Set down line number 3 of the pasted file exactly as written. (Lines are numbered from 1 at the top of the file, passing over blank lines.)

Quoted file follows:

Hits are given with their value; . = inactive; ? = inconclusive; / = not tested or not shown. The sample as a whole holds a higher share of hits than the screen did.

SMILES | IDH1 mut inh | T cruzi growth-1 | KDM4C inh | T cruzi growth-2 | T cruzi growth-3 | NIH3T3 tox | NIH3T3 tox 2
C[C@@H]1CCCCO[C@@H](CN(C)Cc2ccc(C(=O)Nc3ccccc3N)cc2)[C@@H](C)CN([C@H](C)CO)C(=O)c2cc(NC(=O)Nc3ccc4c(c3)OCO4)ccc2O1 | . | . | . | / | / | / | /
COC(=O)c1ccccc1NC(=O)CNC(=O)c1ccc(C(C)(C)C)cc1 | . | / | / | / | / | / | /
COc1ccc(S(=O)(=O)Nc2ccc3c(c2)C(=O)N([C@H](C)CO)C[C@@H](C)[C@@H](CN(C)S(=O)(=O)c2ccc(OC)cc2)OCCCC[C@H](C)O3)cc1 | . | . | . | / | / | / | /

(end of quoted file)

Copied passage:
C[C@@H]1CCCCO[C@@H](CN(C)Cc2ccc(C(=O)Nc3ccccc3N)cc2)[C@@H](C)CN([C@H](C)CO)C(=O)c2cc(NC(=O)Nc3ccc4c(c3)OCO4)ccc2O1 | . | . | . | / | / | / | /